The offending line (line 16 in the code sample below) in the Java code was easily identified by looking at the stack trace in the thread dump. The affected piece of code writes HTTP response to a log file. One of the custom Zuul post filters writes every HTTP request and response to their respective logs. The post filter is executed once the Zuul service receives a response back from an internal service. A Zuul service is responsible for routing HTTP requests to one of the internal REST services. A Jetty thread used for processing a request and response is also responsible for writing the logs. This thread was blocked while trying to log a response.

When a thread tries to write to an asynchronous Log4J logger, the log message is serialized and inserted into a BlockingQueue. A blocking queue is a bounded (fixed size) queue where a new message is inserted at the tail. Any attempt to insert a message in a queue, when it is full, will result in a thread being blocked until there is adequate space available in the queue. In the case of a Zuul service, one of the Jetty threads is responsible for inserting a message in the blocking queue. A second Log4J logger thread AsyncThread is responsible for dequeuing the message and writing it to a log file. There is one thread for each asynchronous Log4J appender. The version of Log4J library used in the Zuul application was 2.4.1.

It was suspected that the Jetty threads were in waiting state due to the Log4J response queue being full. To prove the initial assumption, the request log appender MBean (e.g., org.apache.logging.log4j2: type=4144933788, component=AsyncAppenders, name=asyncResponseLog) was inspected in the VisualVM. The queue capacity attribute QueueCapacity was found to be 128 while the remaining capacity attribute QueueRemaingCapacity was 0. The suspicion that the queue was full turned out to be true. Note, the name of the asyncResponseLog MBean comes from the response appender name declared in the Log4J configuration file shown below.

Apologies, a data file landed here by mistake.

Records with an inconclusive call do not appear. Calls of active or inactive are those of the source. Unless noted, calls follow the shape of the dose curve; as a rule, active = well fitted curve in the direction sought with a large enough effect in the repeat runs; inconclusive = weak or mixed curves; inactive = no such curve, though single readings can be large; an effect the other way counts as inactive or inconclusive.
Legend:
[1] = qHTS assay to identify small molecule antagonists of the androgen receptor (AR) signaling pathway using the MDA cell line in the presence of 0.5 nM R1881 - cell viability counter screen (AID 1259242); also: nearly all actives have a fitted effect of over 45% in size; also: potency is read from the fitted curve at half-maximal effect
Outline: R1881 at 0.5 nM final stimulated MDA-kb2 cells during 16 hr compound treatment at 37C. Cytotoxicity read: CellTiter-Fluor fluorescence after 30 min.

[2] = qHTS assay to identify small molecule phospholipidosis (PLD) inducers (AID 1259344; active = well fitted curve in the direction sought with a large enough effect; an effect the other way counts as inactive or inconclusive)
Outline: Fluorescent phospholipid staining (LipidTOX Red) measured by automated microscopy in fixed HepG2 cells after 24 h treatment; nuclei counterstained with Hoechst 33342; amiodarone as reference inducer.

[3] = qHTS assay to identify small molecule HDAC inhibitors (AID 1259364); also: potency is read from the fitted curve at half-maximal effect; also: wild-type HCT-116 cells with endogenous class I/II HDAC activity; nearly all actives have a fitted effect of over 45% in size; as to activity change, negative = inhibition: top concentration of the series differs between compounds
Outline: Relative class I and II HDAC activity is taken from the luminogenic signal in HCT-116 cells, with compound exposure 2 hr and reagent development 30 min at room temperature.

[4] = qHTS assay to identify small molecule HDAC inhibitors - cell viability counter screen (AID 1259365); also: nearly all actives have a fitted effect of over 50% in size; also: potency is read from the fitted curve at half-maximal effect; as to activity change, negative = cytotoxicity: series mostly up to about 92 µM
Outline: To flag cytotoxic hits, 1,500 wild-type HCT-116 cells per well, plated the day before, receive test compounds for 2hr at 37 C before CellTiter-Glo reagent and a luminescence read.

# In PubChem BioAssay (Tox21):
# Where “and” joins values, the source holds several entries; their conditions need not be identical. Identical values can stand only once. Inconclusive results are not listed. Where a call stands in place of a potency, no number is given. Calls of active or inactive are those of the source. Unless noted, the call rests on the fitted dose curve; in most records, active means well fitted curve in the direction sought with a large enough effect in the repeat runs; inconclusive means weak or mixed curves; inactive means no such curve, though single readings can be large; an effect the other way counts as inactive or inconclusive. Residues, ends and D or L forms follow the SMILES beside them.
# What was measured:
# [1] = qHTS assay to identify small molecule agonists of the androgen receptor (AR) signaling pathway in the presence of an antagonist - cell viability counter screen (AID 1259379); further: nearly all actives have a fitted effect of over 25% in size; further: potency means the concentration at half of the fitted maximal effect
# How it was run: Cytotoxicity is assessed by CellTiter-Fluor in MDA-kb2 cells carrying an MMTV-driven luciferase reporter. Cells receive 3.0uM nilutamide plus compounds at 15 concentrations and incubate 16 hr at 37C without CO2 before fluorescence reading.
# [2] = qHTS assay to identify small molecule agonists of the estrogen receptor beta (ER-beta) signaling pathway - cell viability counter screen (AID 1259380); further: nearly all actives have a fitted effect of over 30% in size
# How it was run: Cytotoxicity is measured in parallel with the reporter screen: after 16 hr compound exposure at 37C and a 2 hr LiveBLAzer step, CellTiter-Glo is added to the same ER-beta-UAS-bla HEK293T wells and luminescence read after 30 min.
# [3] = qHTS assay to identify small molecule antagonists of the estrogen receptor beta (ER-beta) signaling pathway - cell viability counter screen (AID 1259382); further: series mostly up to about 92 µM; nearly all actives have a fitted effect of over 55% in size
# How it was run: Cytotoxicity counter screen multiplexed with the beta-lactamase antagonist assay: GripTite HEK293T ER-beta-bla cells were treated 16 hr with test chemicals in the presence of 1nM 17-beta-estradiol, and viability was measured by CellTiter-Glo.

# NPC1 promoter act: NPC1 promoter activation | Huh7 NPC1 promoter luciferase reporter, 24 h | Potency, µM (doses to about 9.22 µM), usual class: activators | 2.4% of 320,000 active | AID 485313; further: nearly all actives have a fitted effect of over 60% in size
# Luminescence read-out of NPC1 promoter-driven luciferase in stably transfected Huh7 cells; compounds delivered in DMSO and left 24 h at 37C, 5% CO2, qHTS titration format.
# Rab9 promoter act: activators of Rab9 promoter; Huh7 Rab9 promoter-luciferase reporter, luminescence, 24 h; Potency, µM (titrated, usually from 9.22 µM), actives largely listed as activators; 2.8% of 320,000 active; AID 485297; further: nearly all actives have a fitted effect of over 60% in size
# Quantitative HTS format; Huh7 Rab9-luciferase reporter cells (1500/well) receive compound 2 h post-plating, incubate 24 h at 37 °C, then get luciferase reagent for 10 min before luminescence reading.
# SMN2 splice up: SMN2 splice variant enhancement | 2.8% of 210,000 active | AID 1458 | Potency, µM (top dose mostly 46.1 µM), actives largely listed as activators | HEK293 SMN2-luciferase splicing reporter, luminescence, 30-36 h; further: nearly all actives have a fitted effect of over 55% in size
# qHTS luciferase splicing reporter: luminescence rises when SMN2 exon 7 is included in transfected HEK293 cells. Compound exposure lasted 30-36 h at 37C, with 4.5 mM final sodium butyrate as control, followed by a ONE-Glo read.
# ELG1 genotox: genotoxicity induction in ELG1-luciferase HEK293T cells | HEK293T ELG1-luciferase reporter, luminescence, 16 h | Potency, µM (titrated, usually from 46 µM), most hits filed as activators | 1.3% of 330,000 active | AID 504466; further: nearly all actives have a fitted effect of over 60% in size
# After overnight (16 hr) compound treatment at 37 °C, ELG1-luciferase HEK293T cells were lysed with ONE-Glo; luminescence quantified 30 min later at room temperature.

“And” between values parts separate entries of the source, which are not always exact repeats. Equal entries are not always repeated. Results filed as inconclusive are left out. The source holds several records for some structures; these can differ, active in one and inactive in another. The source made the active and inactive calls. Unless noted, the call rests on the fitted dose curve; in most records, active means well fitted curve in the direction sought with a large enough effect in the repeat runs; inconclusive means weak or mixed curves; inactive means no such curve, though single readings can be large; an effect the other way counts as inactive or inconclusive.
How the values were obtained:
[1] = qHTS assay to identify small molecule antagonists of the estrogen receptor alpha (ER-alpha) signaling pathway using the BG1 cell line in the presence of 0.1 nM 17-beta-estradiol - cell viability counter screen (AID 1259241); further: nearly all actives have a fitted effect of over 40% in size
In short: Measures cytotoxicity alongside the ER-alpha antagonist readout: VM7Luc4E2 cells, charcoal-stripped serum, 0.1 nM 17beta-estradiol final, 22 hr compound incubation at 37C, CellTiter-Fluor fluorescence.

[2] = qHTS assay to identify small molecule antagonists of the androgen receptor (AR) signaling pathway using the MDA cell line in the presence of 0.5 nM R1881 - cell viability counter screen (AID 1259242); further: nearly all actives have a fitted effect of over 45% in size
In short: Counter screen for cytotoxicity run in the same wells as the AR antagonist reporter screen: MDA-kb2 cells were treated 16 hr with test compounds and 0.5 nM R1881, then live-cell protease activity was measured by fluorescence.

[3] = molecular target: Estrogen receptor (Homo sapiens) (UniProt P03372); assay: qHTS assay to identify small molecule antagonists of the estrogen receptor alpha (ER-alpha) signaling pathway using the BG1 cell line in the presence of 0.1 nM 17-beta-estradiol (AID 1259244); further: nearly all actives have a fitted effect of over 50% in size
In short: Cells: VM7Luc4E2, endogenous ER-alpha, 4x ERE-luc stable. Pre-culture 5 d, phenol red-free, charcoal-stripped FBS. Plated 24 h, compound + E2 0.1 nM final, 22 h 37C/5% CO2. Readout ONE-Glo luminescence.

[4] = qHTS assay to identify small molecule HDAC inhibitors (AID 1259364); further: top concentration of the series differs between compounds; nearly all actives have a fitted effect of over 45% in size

However, the remaining queue capacity of the request log appender MBean was 128.
In other words, the request queue was empty. The last response log entry was
2017-08-30 09:25:30 which was slightly older than the request log entry 2017-08-30 09:27:21.

According to Log4j documentation on AsyncAppender, the default size of the blocking queue is 128 which matched the size in the MBean.

This led to a couple of initial hypothesis as to why the offending thread with id 455344ba was not returning:

1. Waiting for a Lock

The offending thread was waiting to acquire a write lock to the response log file.
To confirm that the response log file descriptor (handle) was still open, lsof tool was used to obtain a of open files in the unresponsive Zuul server. Here is an usage of lsof command:
sudo lsof -i | grep java | grep -v TCP

Since application name was known, the following command was executed to narrow down the list of
open files. The output was piped to a file for further evaluation.
pgrep -f 'java.*zuul' | xargs -i sudo lsof -p {} > /tmp/zuul.lsof.$( date +%Y%m%d_%H%M%S ).out

Once the output file was created, it was grepped to find out the status of response log file using the command shown below:
cat /tmp/zuul.lsof.20170830_*.out | grep 'response.log'

The output shown below confirmed that the response log file was open and a Java process with PID 30667 owned the write lock.

java 30667 zuul 18w REG 253,2 4935360 34894563 /var/log/abc/zuul/response.log